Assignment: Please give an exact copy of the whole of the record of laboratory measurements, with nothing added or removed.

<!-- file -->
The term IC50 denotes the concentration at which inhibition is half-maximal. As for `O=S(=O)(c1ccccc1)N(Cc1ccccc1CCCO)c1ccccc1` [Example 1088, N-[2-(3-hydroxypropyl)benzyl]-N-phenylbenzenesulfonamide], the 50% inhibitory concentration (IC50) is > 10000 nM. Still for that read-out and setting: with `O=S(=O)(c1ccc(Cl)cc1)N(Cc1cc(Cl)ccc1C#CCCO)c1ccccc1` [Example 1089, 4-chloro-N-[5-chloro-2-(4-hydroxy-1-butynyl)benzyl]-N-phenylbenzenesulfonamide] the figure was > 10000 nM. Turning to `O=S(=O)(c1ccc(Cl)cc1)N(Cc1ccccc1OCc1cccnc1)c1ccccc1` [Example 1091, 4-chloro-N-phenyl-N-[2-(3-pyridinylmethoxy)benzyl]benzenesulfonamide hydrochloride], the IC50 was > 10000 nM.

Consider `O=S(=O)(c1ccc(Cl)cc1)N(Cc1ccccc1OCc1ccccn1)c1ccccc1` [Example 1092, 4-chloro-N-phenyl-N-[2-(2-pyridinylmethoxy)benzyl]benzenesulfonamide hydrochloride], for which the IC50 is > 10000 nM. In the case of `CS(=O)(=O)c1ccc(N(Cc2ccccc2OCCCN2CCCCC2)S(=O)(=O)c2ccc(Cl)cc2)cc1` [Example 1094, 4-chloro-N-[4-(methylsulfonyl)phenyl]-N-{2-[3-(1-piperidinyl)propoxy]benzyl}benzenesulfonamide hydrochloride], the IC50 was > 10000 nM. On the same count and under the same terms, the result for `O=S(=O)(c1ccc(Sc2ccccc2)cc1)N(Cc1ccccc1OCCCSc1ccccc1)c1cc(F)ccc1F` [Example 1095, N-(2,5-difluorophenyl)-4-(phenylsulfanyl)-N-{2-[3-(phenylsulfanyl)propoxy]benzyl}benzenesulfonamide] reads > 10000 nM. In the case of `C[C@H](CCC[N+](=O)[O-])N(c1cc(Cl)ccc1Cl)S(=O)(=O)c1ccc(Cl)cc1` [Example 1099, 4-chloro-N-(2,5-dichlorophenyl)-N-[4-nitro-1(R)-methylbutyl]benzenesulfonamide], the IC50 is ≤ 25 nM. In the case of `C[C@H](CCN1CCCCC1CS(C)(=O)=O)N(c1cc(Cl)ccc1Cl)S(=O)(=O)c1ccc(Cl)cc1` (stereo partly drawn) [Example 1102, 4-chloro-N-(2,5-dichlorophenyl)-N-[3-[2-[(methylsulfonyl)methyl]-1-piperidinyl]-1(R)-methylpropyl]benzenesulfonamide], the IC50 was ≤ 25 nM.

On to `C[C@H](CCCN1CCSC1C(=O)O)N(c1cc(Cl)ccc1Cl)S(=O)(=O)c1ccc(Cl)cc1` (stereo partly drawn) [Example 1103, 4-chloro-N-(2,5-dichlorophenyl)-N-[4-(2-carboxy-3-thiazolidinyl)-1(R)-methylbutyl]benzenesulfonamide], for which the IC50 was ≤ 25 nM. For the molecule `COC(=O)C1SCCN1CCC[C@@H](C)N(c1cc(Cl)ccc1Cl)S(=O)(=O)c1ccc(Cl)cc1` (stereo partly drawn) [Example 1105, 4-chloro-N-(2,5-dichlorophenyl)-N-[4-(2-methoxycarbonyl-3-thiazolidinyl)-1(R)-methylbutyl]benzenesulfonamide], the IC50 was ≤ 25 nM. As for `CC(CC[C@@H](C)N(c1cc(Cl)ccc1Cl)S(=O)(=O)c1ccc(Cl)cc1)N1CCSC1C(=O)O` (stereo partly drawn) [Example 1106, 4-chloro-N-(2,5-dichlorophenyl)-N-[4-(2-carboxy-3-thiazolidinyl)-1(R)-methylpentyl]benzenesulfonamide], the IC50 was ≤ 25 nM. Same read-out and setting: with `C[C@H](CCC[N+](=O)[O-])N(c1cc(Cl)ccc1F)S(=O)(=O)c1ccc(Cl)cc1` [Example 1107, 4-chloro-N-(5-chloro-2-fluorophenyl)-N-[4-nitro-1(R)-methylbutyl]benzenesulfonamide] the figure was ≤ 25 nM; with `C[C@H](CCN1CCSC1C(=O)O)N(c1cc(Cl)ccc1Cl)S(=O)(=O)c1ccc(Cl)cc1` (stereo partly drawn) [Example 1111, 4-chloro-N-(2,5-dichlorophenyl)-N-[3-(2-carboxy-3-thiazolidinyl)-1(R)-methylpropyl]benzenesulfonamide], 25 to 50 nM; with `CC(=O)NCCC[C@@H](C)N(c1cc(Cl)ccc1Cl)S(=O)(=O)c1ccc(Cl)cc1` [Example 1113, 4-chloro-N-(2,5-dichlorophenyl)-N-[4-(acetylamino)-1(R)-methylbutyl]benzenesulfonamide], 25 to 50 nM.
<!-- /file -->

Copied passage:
The term IC50 denotes the concentration at which inhibition is half-maximal. As for `O=S(=O)(c1ccccc1)N(Cc1ccccc1CCCO)c1ccccc1` [Example 1088, N-[2-(3-hydroxypropyl)benzyl]-N-phenylbenzenesulfonamide], the 50% inhibitory concentration (IC50) is > 10000 nM. Still for that read-out and setting: with `O=S(=O)(c1ccc(Cl)cc1)N(Cc1cc(Cl)ccc1C#CCCO)c1ccccc1` [Example 1089, 4-chloro-N-[5-chloro-2-(4-hydroxy-1-butynyl)benzyl]-N-phenylbenzenesulfonamide] the figure was > 10000 nM. Turning to `O=S(=O)(c1ccc(Cl)cc1)N(Cc1ccccc1OCc1cccnc1)c1ccccc1` [Example 1091, 4-chloro-N-phenyl-N-[2-(3-pyridinylmethoxy)benzyl]benzenesulfonamide hydrochloride], the IC50 was > 10000 nM.

Consider `O=S(=O)(c1ccc(Cl)cc1)N(Cc1ccccc1OCc1ccccn1)c1ccccc1` [Example 1092, 4-chloro-N-phenyl-N-[2-(2-pyridinylmethoxy)benzyl]benzenesulfonamide hydrochloride], for which the IC50 is > 10000 nM. In the case of `CS(=O)(=O)c1ccc(N(Cc2ccccc2OCCCN2CCCCC2)S(=O)(=O)c2ccc(Cl)cc2)cc1` [Example 1094, 4-chloro-N-[4-(methylsulfonyl)phenyl]-N-{2-[3-(1-piperidinyl)propoxy]benzyl}benzenesulfonamide hydrochloride], the IC50 was > 10000 nM. On the same count and under the same terms, the result for `O=S(=O)(c1ccc(Sc2ccccc2)cc1)N(Cc1ccccc1OCCCSc1ccccc1)c1cc(F)ccc1F` [Example 1095, N-(2,5-difluorophenyl)-4-(phenylsulfanyl)-N-{2-[3-(phenylsulfanyl)propoxy]benzyl}benzenesulfonamide] reads > 10000 nM. In the case of `C[C@H](CCC[N+](=O)[O-])N(c1cc(Cl)ccc1Cl)S(=O)(=O)c1ccc(Cl)cc1` [Example 1099, 4-chloro-N-(2,5-dichlorophenyl)-N-[4-nitro-1(R)-methylbutyl]benzenesulfonamide], the IC50 is ≤ 25 nM. In the case of `C[C@H](CCN1CCCCC1CS(C)(=O)=O)N(c1cc(Cl)ccc1Cl)S(=O)(=O)c1ccc(Cl)cc1` (stereo partly drawn) [Example 1102, 4-chloro-N-(2,5-dichlorophenyl)-N-[3-[2-[(methylsulfonyl)methyl]-1-piperidinyl]-1(R)-methylpropyl]benzenesulfonamide], the IC50 was ≤ 25 nM.

On to `C[C@H](CCCN1CCSC1C(=O)O)N(c1cc(Cl)ccc1Cl)S(=O)(=O)c1ccc(Cl)cc1` (stereo partly drawn) [Example 1103, 4-chloro-N-(2,5-dichlorophenyl)-N-[4-(2-carboxy-3-thiazolidinyl)-1(R)-methylbutyl]benzenesulfonamide], for which the IC50 was ≤ 25 nM. For the molecule `COC(=O)C1SCCN1CCC[C@@H](C)N(c1cc(Cl)ccc1Cl)S(=O)(=O)c1ccc(Cl)cc1` (stereo partly drawn) [Example 1105, 4-chloro-N-(2,5-dichlorophenyl)-N-[4-(2-methoxycarbonyl-3-thiazolidinyl)-1(R)-methylbutyl]benzenesulfonamide], the IC50 was ≤ 25 nM. As for `CC(CC[C@@H](C)N(c1cc(Cl)ccc1Cl)S(=O)(=O)c1ccc(Cl)cc1)N1CCSC1C(=O)O` (stereo partly drawn) [Example 1106, 4-chloro-N-(2,5-dichlorophenyl)-N-[4-(2-carboxy-3-thiazolidinyl)-1(R)-methylpentyl]benzenesulfonamide], the IC50 was ≤ 25 nM. Same read-out and setting: with `C[C@H](CCC[N+](=O)[O-])N(c1cc(Cl)ccc1F)S(=O)(=O)c1ccc(Cl)cc1` [Example 1107, 4-chloro-N-(5-chloro-2-fluorophenyl)-N-[4-nitro-1(R)-methylbutyl]benzenesulfonamide] the figure was ≤ 25 nM; with `C[C@H](CCN1CCSC1C(=O)O)N(c1cc(Cl)ccc1Cl)S(=O)(=O)c1ccc(Cl)cc1` (stereo partly drawn) [Example 1111, 4-chloro-N-(2,5-dichlorophenyl)-N-[3-(2-carboxy-3-thiazolidinyl)-1(R)-methylpropyl]benzenesulfonamide], 25 to 50 nM; with `CC(=O)NCCC[C@@H](C)N(c1cc(Cl)ccc1Cl)S(=O)(=O)c1ccc(Cl)cc1` [Example 1113, 4-chloro-N-(2,5-dichlorophenyl)-N-[4-(acetylamino)-1(R)-methylbutyl]benzenesulfonamide], 25 to 50 nM.